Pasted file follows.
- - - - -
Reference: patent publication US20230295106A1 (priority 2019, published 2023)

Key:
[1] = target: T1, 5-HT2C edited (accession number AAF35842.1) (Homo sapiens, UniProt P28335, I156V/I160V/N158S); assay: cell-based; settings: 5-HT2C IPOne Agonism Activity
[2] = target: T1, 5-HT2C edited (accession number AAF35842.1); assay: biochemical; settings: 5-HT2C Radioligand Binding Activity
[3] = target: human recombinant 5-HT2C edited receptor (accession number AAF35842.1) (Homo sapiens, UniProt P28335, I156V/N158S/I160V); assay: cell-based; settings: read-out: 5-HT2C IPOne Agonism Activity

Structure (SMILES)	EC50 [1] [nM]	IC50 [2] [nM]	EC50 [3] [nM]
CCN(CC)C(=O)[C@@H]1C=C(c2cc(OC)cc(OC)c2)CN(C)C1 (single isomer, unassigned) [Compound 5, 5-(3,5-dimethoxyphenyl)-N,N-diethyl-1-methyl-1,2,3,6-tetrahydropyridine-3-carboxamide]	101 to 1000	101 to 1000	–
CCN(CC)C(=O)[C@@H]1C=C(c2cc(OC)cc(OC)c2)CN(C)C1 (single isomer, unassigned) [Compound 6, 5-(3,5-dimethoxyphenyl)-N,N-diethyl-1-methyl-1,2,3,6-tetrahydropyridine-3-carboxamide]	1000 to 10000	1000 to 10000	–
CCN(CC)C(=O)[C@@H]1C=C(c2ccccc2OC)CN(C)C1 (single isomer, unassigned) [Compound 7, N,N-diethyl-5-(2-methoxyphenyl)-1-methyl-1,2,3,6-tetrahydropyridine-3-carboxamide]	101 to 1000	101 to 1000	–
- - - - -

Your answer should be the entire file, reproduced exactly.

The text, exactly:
Reference: patent publication US20230295106A1 (priority 2019, published 2023)

Key:
[1] = target: T1, 5-HT2C edited (accession number AAF35842.1) (Homo sapiens, UniProt P28335, I156V/I160V/N158S); assay: cell-based; settings: 5-HT2C IPOne Agonism Activity
[2] = target: T1, 5-HT2C edited (accession number AAF35842.1); assay: biochemical; settings: 5-HT2C Radioligand Binding Activity
[3] = target: human recombinant 5-HT2C edited receptor (accession number AAF35842.1) (Homo sapiens, UniProt P28335, I156V/N158S/I160V); assay: cell-based; settings: read-out: 5-HT2C IPOne Agonism Activity

Structure (SMILES)	EC50 [1] [nM]	IC50 [2] [nM]	EC50 [3] [nM]
CCN(CC)C(=O)[C@@H]1C=C(c2cc(OC)cc(OC)c2)CN(C)C1 (single isomer, unassigned) [Compound 5, 5-(3,5-dimethoxyphenyl)-N,N-diethyl-1-methyl-1,2,3,6-tetrahydropyridine-3-carboxamide]	101 to 1000	101 to 1000	–
CCN(CC)C(=O)[C@@H]1C=C(c2cc(OC)cc(OC)c2)CN(C)C1 (single isomer, unassigned) [Compound 6, 5-(3,5-dimethoxyphenyl)-N,N-diethyl-1-methyl-1,2,3,6-tetrahydropyridine-3-carboxamide]	1000 to 10000	1000 to 10000	–
CCN(CC)C(=O)[C@@H]1C=C(c2ccccc2OC)CN(C)C1 (single isomer, unassigned) [Compound 7, N,N-diethyl-5-(2-methoxyphenyl)-1-methyl-1,2,3,6-tetrahydropyridine-3-carboxamide]	101 to 1000	101 to 1000	–